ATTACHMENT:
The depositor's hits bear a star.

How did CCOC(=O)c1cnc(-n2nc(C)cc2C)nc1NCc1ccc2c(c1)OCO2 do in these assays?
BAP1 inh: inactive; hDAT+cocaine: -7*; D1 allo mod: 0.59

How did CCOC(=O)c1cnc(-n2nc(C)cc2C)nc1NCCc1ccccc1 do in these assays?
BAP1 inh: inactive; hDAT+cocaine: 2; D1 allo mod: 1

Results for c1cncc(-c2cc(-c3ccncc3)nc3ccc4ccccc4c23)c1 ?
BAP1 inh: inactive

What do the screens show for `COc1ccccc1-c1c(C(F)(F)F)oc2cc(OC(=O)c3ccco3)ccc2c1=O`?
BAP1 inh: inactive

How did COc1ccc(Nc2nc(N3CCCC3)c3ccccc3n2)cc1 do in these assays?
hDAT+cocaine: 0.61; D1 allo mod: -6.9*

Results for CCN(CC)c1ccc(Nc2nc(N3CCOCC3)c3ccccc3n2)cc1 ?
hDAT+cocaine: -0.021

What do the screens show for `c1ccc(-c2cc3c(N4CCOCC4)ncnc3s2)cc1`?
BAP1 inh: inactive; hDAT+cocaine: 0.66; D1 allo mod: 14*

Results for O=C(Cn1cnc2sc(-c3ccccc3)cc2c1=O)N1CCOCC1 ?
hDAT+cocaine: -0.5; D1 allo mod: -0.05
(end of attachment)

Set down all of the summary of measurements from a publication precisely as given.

The depositor's hits bear a star.

How did CCOC(=O)c1cnc(-n2nc(C)cc2C)nc1NCc1ccc2c(c1)OCO2 do in these assays?
BAP1 inh: inactive; hDAT+cocaine: -7*; D1 allo mod: 0.59

How did CCOC(=O)c1cnc(-n2nc(C)cc2C)nc1NCCc1ccccc1 do in these assays?
BAP1 inh: inactive; hDAT+cocaine: 2; D1 allo mod: 1

Results for c1cncc(-c2cc(-c3ccncc3)nc3ccc4ccccc4c23)c1 ?
BAP1 inh: inactive

What do the screens show for `COc1ccccc1-c1c(C(F)(F)F)oc2cc(OC(=O)c3ccco3)ccc2c1=O`?
BAP1 inh: inactive

How did COc1ccc(Nc2nc(N3CCCC3)c3ccccc3n2)cc1 do in these assays?
hDAT+cocaine: 0.61; D1 allo mod: -6.9*

Results for CCN(CC)c1ccc(Nc2nc(N3CCOCC3)c3ccccc3n2)cc1 ?
hDAT+cocaine: -0.021

What do the screens show for `c1ccc(-c2cc3c(N4CCOCC4)ncnc3s2)cc1`?
BAP1 inh: inactive; hDAT+cocaine: 0.66; D1 allo mod: 14*

Results for O=C(Cn1cnc2sc(-c3ccccc3)cc2c1=O)N1CCOCC1 ?
hDAT+cocaine: -0.5; D1 allo mod: -0.05